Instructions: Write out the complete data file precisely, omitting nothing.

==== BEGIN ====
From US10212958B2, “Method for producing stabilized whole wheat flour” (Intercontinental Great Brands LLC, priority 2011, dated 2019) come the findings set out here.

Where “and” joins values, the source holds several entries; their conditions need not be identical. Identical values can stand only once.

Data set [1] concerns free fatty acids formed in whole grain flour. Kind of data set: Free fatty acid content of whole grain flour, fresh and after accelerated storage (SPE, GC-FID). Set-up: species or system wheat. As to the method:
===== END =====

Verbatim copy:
From US10212958B2, “Method for producing stabilized whole wheat flour” (Intercontinental Great Brands LLC, priority 2011, dated 2019) come the findings set out here.

Where “and” joins values, the source holds several entries; their conditions need not be identical. Identical values can stand only once.

Data set [1] concerns free fatty acids formed in whole grain flour. Kind of data set: Free fatty acid content of whole grain flour, fresh and after accelerated storage (SPE, GC-FID). Set-up: species or system wheat. As to the method: